One cool, cloudy day in May my cab deposited me at Victoria Station, London, where I boarded our rainbow decorated Tourist Coach. As the 7AM departure time drew near, Morag, the tourist guide, checked her watch. The last passenger dashed up red faced and out of breath, to cheers and cat-calls. Morag glared.’You’ve just made it. There’s always one.’
Marjorie took her place beside me, fanning herself with a brochure.’I was told we were leaving at eight. Feel such a fool.’Little did I know that she was destined to become one of my best friends.
As we sped through the English countryside fields ranged from pale green to bright emerald, contrasting with the soft browns of plowed ones. The hills were splashed with yellow gorse and broom. Marjorie had her camera out to record the expanses of Canola, beacons of Celtic sunshine on a journey of lowering grey skies and sudden showers.
We Aussies couldn’t believe the number of Roman sheep which dotted the fields, like masses of white confetti dropped from a hole punch. Marjorie said, ‘ Gosh. Look at all the twin lambs. I don’t believe it – there are even triplets.’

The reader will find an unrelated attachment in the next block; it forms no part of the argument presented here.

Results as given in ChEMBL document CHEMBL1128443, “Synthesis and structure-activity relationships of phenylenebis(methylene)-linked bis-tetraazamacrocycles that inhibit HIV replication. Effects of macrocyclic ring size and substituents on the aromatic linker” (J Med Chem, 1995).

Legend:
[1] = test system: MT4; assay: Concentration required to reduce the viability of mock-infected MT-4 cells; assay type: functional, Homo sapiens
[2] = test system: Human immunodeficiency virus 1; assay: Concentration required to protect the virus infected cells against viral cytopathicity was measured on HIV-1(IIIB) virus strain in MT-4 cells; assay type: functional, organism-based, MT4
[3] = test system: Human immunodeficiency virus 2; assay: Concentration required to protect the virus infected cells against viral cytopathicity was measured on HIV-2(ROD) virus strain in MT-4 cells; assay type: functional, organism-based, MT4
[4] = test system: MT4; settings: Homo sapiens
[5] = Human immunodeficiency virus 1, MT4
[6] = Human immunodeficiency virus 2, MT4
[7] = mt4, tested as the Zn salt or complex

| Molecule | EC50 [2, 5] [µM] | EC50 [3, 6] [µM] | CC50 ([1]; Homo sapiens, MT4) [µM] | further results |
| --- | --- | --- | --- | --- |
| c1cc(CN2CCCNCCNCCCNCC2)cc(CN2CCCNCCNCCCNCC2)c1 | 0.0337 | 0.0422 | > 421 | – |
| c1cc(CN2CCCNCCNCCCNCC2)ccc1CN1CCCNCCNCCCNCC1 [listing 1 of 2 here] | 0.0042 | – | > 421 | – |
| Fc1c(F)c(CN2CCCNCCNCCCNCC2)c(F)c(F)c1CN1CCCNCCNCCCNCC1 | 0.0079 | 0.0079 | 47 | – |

Morag explained that soil in the lowlands is the best quality, a 6. ‘With a barren continent like Australia, most land would probably be classified a one in Scottish terms.’
Marjorie said,’ That’s why Aussies count acres to a sheep, rather than the reverse.’
Morag was petite but determined; we soon found she was an expert in handling the small differences which sometimes emerged among the diverse temperaments in members of our group.She also enjoyed a good joke: at our expense. Crossing the border into Scotland, she told us to be sure and have our Passports ready; most of the passengers meekly obeyed. More next week.